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Image / Editorial

5 Seasonal Superfoods

31st Oct 2014

We are probably all feeling the colder weather and darker evenings of autumn draw in these days, but there is an upside: the opportunity to adjust your recipes to include some delicious seasonal food.

Foods in-season are at their very best, in terms of taste, freshness and nutritional value. You can also support local farmers by buying local foods in season rather than imported foods at the supermarket (with the welcome side-effects of supporting local jobs and reducing your carbon footprint). And if that’s not enough to tempt you, consider this: in-season foods are often cheaper than out-of-season foods.

While there are many different types of foods in season at this time of year in Ireland, here we’ll focus on one that is of particular interest to our readers: super foods.

So what are super foods? Definitions vary, but basically a food that is ‘super’ has high levels of:

Phytonutrients: Also known as phytochemicals, phytonutrients are natural bioactive compounds that work together with vitamins, minerals, and fiber to promote good health. Phytonutrients contain anti-inflammatory agents that stimulate the immune system, positively affect hormones, and act as antibacterial, anti-viral agents.

“Eessential” nutrients: As their name suggests, essential nutrients are nutrients that the body can’t produce on its own, but needs in order to function. These essential nutrients include vitamins, minerals, essential fatty acids, and essential amino acids. Suffice it to say, super foods are packed with this stuff.

Take a peek at these five super foods that are in season in Ireland during October and November:


Kale comes into season in October. This leafy cruciferous vegetable is an excellent source of anti-oxidants, vitamins A, C, K and minerals including iron, potassium, phosphorous, and magnesium. It has more calcium than milk or spinach, and because of its very low oxalate content, the calcium and iron level are much more absorbable in our digestive system.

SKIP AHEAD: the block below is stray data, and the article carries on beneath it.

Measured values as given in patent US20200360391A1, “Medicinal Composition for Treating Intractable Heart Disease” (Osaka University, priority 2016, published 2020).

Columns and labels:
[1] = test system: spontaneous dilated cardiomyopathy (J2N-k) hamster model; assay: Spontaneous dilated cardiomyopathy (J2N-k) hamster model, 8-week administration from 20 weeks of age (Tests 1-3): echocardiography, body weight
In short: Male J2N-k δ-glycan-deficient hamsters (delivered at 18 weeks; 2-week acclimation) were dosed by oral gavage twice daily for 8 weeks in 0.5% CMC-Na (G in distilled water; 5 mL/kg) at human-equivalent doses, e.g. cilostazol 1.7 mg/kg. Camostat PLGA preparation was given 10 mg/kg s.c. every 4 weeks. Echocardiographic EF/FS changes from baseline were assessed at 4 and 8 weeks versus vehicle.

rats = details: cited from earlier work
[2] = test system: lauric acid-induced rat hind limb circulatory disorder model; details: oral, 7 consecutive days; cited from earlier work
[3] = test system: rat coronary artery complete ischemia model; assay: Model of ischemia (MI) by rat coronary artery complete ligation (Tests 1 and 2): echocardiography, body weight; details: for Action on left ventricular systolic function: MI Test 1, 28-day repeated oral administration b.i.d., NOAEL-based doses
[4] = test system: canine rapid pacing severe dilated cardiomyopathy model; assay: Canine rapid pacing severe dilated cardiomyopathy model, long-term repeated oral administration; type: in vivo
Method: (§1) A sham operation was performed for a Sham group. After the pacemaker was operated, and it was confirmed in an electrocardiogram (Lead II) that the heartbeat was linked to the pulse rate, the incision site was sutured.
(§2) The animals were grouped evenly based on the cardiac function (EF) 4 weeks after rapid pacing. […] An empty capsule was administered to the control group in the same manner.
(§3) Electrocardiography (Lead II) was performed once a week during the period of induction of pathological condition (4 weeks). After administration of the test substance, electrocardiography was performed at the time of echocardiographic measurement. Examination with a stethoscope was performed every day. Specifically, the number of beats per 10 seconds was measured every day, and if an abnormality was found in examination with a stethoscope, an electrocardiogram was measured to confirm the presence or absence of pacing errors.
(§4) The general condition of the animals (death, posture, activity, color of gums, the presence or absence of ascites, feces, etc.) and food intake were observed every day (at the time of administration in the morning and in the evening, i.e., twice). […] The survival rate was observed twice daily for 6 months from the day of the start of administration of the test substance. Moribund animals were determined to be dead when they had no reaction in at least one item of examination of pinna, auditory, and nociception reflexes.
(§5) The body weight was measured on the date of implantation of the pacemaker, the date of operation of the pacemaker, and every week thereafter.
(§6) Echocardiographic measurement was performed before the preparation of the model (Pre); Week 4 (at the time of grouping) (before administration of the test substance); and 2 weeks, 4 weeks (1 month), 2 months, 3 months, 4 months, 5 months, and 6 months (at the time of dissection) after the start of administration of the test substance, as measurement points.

Benefits of eating kale can include a lower risk of cancer, asthma and high blood pressure, as well as improved bone health.


Packed with antioxidants, especially vitamin C – one apple contains 14% of your daily recommended intake.

Apples contain a soluble fibre called pectin that can help lower cholesterol levels, cleanse the digestive system and help boost the immune system (an-apple-a-day and so forth?)

Apples are considered a low-GI (glycemic index) food, meaning they have a more stabilizing effect on blood sugar than other foods. Benefits can include weight control, lung and heart health.


Not always a favourite (especially for kids), but this little vegetable is a powerhouse of antioxidants that are believed to offer protection from prostate, colon, and endometrial cancer. It is also a great source of folate, vitamins C, A, K, and potassium. They are also considered low-GI vegetables that can aid in weight loss.

The key to great Brussels sprouts is to not overcook them. Try halving or quartering them and steaming for 5 minutes (until not-quite-tender), then roast in the oven, or stir-fry with red onions and mustard seeds and a pinch of sea salt and black pepper.


Pumpkins – a staple in autumn months – are loaded with the antioxidant beta-carotene, which is thought to help promote vitamin A production. They are also loaded with potassium. And by the way, they taste great (especially in pie).


If you’re focused on longevity, look no further than the pomegranate. While the seeds are a pain-in-the-you-know-what to extract, the nutritional benefits make it worth the struggle.

Pomegranate seeds are shown to be a good source of soluble and insoluble dietary fibers, which aid in good digestion and bowel movements. They are also a good source of vitamin C, vital B-complex vitamins such as pantothenic acid (vitamin B-5), foliates, pyridoxine, vitamin K, and minerals like calcium, copper, potassium, and manganese.

Some positive benefits of pomengrates are believed to include immune support, inhibition of abnormal platelet aggregation (which can lead to heart attacks, strokes and embolic disease), lower cholesterol and blood pressure. These little wonder-seeds are also thought to relieve and protect against depression and osteoporosis.

These are just a few examples of the great seasonal super foods currently available in Ireland – there are many more out there to explore and enjoy. Go on, your tummy, environment and pocket will thank you.

***This post is solely for informational purposes. It is not intended nor implied to be a substitute for medical advice. Before undertaking any course of treatment or dietary changes, you should seek the advice of your physician or other?health care provider.

Kaman Ryan www.kamanryan.com

Kaman’s Bio: Now living in Dublin, Kaman has been working in the Nutrition, Fitness and Wellness industries in New York City for over a decade. As a certified personal trainer, corrective exercise specialist, holistic health coach, and stay-at-home mom, she fuses her knowledge and experience to coach clients on how to live healthier, more fulfilling lives.


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